Holly Roberts, Alabama-based Singer/Song Writer Just Kids  by: Patti Smith Just Kids is a memoir written by Patti Smith, the “Godmother of Punk.” I could try to summarize this book, but there is so much happening that I can't put my finger on one specific premise. It's an ode to art and music, personal expression and exploration, and companionship and love. Smith moved to New York City during the summer of 1967. It was at the end of a few artistic eras such as the Beat Generation and the Warhol Factory Years, so Smith found herself riding on the coattails of many fascinating artists. Searching for her own masterpiece, she made a vow that her life would be dedicated to creating and sharing her work. On that very night, Robert Mapplethorpe, who is now an iconic photographer, made the same promise to give himself to his art. Later on, while Smith was working at Brentano’s Books on Fifth Avenue, the two crossed paths and quickly became each other’s artistic guide and muse. They searched together while creating, painting, filming, writing, and capturing life. Smith and Mapplethorpe were young artists or "just kids" on the verge of both breakdown and breakthrough. They experimented their way through the late 60's and lived on the forefront of their wildest dreams.  During her time at the Hotel Chelsea, Patti also met some of my favorites such as Jimi Hendrix, Bob Dylan, Allen Ginsburg, and Andy Warhol. NYC has always been a melting pot of sensations with a variety of people who have big dreams and enduring stamina.  Smith's descriptions are so poetically vivid that I found myself channeling her words as if they were my memories she recanted, constantly dropping the book to close my eyes and breathe.  Hooray for empathy!  Pick up this book, please!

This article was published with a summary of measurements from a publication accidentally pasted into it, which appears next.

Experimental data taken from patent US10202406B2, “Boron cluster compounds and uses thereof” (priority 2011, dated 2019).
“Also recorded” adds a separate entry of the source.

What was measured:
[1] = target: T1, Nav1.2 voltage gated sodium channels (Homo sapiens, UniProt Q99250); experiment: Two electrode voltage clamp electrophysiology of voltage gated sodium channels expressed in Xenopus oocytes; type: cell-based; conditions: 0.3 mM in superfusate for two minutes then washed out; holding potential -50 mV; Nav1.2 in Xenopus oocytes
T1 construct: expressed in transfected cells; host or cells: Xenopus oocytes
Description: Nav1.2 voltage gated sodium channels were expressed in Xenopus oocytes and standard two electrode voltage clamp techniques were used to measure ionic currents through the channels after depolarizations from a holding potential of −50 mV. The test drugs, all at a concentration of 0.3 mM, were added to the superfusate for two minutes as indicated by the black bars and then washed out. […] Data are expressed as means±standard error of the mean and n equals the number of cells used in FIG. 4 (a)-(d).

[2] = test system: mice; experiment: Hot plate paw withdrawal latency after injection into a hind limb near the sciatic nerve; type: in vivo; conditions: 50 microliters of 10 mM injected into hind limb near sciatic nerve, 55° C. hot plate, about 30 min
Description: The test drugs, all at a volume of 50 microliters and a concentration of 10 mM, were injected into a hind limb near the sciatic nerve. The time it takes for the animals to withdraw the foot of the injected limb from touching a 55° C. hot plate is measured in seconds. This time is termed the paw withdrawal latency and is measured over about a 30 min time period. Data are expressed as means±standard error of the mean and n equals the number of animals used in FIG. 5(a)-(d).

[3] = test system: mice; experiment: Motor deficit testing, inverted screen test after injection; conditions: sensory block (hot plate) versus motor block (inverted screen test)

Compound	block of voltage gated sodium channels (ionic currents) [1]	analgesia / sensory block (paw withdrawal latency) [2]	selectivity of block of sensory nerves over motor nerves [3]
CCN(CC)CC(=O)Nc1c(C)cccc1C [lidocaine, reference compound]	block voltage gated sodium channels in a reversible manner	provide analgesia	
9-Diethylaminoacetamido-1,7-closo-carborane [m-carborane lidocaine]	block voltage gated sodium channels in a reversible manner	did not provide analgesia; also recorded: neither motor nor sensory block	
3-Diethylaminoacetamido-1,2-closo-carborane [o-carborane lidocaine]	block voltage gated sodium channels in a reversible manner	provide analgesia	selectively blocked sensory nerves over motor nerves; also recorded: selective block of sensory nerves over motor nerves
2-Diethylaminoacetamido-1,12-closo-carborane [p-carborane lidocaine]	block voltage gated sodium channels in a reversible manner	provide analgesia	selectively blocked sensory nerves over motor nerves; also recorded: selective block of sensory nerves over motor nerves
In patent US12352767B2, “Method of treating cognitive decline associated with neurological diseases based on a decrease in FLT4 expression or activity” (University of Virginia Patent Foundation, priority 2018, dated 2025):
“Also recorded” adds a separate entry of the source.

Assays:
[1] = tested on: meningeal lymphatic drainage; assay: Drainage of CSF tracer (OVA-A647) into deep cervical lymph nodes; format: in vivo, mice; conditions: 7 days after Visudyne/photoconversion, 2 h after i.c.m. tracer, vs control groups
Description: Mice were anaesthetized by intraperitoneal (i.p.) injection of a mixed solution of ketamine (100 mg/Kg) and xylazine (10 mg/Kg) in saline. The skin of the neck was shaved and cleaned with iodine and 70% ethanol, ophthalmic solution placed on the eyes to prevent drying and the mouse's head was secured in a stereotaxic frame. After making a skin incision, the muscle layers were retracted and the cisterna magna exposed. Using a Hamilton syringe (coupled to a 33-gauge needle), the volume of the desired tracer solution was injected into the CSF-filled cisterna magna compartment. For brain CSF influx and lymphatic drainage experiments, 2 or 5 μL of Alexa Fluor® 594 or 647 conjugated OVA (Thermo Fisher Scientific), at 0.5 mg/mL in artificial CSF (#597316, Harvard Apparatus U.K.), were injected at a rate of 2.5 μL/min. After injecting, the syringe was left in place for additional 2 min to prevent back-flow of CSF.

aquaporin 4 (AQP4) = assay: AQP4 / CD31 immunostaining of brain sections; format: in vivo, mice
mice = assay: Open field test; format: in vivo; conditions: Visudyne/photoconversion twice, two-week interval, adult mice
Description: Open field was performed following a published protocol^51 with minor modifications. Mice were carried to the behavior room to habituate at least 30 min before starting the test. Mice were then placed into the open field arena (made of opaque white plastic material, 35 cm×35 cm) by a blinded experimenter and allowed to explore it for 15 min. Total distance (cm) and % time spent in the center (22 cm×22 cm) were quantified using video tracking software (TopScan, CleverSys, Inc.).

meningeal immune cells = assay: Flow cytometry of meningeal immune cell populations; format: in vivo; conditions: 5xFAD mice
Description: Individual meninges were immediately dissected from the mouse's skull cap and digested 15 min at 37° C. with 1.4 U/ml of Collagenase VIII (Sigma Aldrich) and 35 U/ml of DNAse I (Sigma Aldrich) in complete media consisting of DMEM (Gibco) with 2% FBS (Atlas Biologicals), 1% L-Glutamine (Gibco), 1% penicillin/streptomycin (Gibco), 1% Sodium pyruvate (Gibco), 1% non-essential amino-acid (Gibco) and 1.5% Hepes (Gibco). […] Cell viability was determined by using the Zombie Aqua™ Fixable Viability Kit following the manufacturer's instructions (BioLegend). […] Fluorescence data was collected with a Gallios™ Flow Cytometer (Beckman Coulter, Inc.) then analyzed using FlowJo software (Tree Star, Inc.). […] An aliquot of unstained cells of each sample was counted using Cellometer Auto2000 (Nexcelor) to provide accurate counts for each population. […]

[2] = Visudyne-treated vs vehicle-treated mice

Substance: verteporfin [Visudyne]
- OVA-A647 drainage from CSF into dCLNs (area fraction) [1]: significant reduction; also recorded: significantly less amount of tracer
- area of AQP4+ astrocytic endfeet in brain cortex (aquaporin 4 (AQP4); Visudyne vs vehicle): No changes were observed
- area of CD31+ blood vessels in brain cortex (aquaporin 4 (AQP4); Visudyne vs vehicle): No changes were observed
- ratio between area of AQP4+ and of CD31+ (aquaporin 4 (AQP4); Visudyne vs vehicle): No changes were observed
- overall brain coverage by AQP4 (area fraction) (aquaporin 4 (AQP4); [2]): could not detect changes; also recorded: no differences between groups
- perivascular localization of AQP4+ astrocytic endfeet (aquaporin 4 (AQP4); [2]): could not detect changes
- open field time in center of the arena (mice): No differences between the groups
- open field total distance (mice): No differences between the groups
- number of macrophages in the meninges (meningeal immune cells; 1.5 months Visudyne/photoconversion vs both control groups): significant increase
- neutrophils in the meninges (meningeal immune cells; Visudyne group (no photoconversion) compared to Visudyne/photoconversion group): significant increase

Elizabeth Jackson, Environmental Management Consultant Thin Air: Encounters in the Himalayas by: Greg Child A few months ago, I read the story of Jon Krakauer's experience on one of Mount Everest's most fatal seasons and have been semi-obsessed with Himalayan adventures ever since. I love every aspect of it: the physical challenges the human body endures to climb these peaks; the devotion and sometimes detrimental commitment of mountaineers to reach the highest places on Earth; and the emotional and mental battles that altitude, stress and ego add to the journey. After listening to me share stories of the Himalayas as though I was part of the trek myself, a friend gave Thin Air to me. The book sweeps you away into a range of breath-taking mountains while sharing some of the most riveting stories of Himalayan treks. One feels the roller coaster of excitement, the heartache from the innate barriers of being in politically delicate regions of the world to fulfill their dreams, the language struggles existing in crucial relationships, the undefinable joy of reaching their goals, and the bonding and loss of friends. I highly recommend this read for those who are seeking an adventure in life.